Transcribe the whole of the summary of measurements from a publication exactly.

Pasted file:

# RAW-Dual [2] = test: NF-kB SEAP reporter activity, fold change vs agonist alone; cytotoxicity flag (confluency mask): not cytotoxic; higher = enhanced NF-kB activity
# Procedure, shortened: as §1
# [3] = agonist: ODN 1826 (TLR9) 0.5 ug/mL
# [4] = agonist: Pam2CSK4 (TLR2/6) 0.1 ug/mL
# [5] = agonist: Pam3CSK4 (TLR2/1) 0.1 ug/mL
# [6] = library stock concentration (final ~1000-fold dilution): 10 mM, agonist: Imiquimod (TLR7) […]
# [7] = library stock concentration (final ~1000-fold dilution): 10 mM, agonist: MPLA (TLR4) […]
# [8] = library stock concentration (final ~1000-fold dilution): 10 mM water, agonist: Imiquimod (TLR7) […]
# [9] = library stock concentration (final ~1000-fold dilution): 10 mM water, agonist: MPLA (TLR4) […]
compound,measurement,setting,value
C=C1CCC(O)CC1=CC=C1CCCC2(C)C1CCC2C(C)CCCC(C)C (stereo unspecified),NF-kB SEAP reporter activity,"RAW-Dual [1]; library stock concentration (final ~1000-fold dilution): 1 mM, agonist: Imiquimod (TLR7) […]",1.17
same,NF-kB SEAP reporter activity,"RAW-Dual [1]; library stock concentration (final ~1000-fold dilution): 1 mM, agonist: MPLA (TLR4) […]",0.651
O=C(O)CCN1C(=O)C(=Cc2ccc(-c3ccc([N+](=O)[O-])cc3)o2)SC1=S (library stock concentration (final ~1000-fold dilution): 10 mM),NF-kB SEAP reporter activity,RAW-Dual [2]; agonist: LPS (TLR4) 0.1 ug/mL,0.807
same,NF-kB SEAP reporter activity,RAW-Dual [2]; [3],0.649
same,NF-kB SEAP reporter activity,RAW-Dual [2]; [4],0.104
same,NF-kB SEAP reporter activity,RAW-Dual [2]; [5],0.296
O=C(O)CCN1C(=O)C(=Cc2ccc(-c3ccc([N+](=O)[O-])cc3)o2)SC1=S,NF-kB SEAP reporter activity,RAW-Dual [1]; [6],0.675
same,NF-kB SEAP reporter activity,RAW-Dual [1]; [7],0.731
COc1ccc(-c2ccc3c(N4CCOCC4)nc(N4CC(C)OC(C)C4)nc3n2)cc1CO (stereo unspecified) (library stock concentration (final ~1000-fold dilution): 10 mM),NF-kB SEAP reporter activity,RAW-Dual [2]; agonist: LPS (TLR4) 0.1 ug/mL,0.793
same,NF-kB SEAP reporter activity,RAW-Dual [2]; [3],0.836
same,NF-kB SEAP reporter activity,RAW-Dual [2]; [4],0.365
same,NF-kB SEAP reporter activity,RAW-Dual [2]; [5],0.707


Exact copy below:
# RAW-Dual [2] = test: NF-kB SEAP reporter activity, fold change vs agonist alone; cytotoxicity flag (confluency mask): not cytotoxic; higher = enhanced NF-kB activity
# Procedure, shortened: as §1
# [3] = agonist: ODN 1826 (TLR9) 0.5 ug/mL
# [4] = agonist: Pam2CSK4 (TLR2/6) 0.1 ug/mL
# [5] = agonist: Pam3CSK4 (TLR2/1) 0.1 ug/mL
# [6] = library stock concentration (final ~1000-fold dilution): 10 mM, agonist: Imiquimod (TLR7) […]
# [7] = library stock concentration (final ~1000-fold dilution): 10 mM, agonist: MPLA (TLR4) […]
# [8] = library stock concentration (final ~1000-fold dilution): 10 mM water, agonist: Imiquimod (TLR7) […]
# [9] = library stock concentration (final ~1000-fold dilution): 10 mM water, agonist: MPLA (TLR4) […]
compound,measurement,setting,value
C=C1CCC(O)CC1=CC=C1CCCC2(C)C1CCC2C(C)CCCC(C)C (stereo unspecified),NF-kB SEAP reporter activity,"RAW-Dual [1]; library stock concentration (final ~1000-fold dilution): 1 mM, agonist: Imiquimod (TLR7) […]",1.17
same,NF-kB SEAP reporter activity,"RAW-Dual [1]; library stock concentration (final ~1000-fold dilution): 1 mM, agonist: MPLA (TLR4) […]",0.651
O=C(O)CCN1C(=O)C(=Cc2ccc(-c3ccc([N+](=O)[O-])cc3)o2)SC1=S (library stock concentration (final ~1000-fold dilution): 10 mM),NF-kB SEAP reporter activity,RAW-Dual [2]; agonist: LPS (TLR4) 0.1 ug/mL,0.807
same,NF-kB SEAP reporter activity,RAW-Dual [2]; [3],0.649
same,NF-kB SEAP reporter activity,RAW-Dual [2]; [4],0.104
same,NF-kB SEAP reporter activity,RAW-Dual [2]; [5],0.296
O=C(O)CCN1C(=O)C(=Cc2ccc(-c3ccc([N+](=O)[O-])cc3)o2)SC1=S,NF-kB SEAP reporter activity,RAW-Dual [1]; [6],0.675
same,NF-kB SEAP reporter activity,RAW-Dual [1]; [7],0.731
COc1ccc(-c2ccc3c(N4CCOCC4)nc(N4CC(C)OC(C)C4)nc3n2)cc1CO (stereo unspecified) (library stock concentration (final ~1000-fold dilution): 10 mM),NF-kB SEAP reporter activity,RAW-Dual [2]; agonist: LPS (TLR4) 0.1 ug/mL,0.793
same,NF-kB SEAP reporter activity,RAW-Dual [2]; [3],0.836
same,NF-kB SEAP reporter activity,RAW-Dual [2]; [4],0.365
same,NF-kB SEAP reporter activity,RAW-Dual [2]; [5],0.707